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Star Gazing: The Search for the North Star

Learn about Polaris, the North Star and how to see it in the sky
The Great Orbax.

Each month, we share a Star Gazing Guide presented and organized by The Great Orbax, a science communicator from the University of Guelph's Department of Physics and local science education advocate. 

Greetings star gazers!

Orbax here.

I'm a science communicator from the department of physics at the University of Guelph and I'm here to fill you in on what our June night skies hold for the astro-curious out there, young and old.

By now you may have realized that the heralded 'Parade of Planets' was a little less exciting than the media made it out to be. While truly an interesting array of our solar system neighbours, without a telescope at least three of the six planets in that parade were basically invisible and the window to see the remaining three was only for a few minutes around sunrise.

This month I want to talk to you about a good friend in our skies that is almost always visible, and that friend is Polaris, the North Star.

How do you find Polaris? Well, a good start is by looking North! If you can spot the asterism of the Big Dipper, you'll notice that there are four stars that make up 'the cup.' Use the two stars in the end of the cup, the furthest from the handle, to draw a line. If you use that lines as a pointer, following it to the East will lead you to Polaris, the North Star.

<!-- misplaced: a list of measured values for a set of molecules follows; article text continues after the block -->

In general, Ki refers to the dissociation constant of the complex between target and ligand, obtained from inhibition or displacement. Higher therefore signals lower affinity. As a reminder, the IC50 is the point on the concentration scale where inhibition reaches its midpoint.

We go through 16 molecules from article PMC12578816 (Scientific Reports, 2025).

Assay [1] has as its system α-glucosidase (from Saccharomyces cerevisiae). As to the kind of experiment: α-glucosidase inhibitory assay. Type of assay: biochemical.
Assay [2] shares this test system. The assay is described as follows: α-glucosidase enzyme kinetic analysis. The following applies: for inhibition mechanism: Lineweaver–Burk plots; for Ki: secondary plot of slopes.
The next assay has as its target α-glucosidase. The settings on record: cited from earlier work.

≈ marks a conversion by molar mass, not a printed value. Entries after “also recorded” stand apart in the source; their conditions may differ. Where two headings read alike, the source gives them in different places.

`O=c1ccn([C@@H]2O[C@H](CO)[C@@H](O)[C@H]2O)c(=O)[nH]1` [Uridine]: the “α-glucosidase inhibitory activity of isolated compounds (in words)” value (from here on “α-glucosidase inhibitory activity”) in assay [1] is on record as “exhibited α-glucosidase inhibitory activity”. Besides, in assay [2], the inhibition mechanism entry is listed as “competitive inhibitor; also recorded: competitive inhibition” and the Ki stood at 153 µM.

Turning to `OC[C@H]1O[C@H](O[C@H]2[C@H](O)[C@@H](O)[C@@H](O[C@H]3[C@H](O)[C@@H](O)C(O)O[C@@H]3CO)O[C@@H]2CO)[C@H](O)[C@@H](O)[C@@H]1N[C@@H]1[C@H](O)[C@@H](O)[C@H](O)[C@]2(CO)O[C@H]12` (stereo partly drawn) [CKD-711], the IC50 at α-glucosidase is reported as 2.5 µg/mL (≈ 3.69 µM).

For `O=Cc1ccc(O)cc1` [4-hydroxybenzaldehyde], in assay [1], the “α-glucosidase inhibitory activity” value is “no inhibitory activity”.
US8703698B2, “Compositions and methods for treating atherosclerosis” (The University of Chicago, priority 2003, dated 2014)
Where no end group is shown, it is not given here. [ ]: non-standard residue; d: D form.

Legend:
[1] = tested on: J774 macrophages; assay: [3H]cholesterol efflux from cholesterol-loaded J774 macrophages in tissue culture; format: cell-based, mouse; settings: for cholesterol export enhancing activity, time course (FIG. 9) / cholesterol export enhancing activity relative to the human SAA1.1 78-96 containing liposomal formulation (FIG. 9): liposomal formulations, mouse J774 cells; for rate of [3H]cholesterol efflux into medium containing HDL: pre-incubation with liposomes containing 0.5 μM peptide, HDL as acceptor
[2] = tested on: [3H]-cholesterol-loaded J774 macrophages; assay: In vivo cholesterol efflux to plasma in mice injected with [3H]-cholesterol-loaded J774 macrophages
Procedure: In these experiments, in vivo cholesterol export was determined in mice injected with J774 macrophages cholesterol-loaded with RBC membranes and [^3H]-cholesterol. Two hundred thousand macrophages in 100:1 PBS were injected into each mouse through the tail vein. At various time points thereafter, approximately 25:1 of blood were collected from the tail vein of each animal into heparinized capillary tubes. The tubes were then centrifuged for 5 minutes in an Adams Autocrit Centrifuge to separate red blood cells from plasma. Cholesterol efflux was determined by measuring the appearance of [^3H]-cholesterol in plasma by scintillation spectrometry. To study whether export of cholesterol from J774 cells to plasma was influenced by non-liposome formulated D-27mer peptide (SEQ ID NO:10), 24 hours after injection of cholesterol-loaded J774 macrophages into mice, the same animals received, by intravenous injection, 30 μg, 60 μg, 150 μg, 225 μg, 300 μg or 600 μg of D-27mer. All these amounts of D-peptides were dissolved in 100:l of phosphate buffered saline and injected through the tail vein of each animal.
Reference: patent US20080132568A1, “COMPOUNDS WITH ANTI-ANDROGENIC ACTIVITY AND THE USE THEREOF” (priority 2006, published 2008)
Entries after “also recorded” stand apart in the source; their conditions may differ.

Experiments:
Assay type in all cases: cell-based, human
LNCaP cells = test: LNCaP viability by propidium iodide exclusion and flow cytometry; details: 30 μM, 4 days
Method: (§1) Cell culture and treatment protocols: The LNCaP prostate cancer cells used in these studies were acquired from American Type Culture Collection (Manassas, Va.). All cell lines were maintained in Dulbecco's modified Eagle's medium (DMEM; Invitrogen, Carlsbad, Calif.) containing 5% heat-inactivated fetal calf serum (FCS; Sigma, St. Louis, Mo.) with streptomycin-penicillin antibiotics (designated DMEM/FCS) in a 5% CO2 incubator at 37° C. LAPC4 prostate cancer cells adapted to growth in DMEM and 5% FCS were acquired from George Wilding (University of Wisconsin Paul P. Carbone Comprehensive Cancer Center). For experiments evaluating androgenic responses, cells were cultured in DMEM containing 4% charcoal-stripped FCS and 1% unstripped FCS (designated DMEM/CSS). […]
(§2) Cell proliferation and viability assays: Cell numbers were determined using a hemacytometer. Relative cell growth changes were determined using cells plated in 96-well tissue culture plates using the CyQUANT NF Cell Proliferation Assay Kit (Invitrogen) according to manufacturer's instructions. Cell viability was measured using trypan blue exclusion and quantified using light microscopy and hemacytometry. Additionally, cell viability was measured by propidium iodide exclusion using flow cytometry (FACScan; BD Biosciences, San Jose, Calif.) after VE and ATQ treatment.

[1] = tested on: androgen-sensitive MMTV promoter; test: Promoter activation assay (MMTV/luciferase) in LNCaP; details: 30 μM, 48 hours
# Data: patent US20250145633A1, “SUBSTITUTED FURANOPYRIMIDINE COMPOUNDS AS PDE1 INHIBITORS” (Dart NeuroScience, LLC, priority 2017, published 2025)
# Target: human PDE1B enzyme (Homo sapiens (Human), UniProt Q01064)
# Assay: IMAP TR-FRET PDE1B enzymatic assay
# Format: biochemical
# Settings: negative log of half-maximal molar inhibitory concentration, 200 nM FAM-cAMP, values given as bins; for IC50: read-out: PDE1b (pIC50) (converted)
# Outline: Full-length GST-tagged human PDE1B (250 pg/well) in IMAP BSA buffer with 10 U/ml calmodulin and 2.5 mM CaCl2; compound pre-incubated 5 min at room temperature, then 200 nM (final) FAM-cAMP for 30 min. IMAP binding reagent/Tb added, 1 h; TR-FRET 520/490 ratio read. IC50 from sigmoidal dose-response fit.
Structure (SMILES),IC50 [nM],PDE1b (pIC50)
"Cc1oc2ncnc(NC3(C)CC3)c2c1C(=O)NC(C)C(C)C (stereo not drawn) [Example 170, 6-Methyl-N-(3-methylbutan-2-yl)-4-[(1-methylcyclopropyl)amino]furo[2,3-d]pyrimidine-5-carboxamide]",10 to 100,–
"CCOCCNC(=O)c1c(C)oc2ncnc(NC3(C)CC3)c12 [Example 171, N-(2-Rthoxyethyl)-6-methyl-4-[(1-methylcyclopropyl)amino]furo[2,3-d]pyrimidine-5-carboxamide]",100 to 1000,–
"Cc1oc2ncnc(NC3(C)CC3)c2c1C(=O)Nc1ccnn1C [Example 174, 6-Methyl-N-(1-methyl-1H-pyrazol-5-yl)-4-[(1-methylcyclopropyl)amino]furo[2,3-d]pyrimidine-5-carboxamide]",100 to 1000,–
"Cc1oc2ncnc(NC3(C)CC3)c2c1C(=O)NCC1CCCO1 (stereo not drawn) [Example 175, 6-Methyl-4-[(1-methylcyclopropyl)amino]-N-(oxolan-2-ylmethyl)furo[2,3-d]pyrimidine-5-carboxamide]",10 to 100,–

Why is the North Star always is in the North when other stars appear to move in the night sky? Polaris happens to lie along the Earth's axis of rotation, directly in line with all the other stars in the sky appear to rotate around it. As a matter of face, Polaris never sets below the horizon and, depending on where you are on the surface of the Earth, you'll notice that a few constellations near Polaris also never set. These are called circumpolar constellations and are one of the topics we cover in this month's video Star Gazing Guide.

Another fun fact is that Polaris is only our North Star for now! The Earth's axis of rotation wobbles over time, following a 26,000 year cycle. Fourteen thousand years ago Vega was our North Star, and it will be again in another 12,000 years!

I hope you enjoy this month's Star Gazing Guide. If you want to learn more, check out the June Star Gazing Guide video on the Guelph Physics YouTube channel. Not only is star gazing a great way to learn about space, planets and the stars but it's also a great way to spend time with other curious minds.

Until next month I wish you clear skies and I hope you take some time ... to look up.


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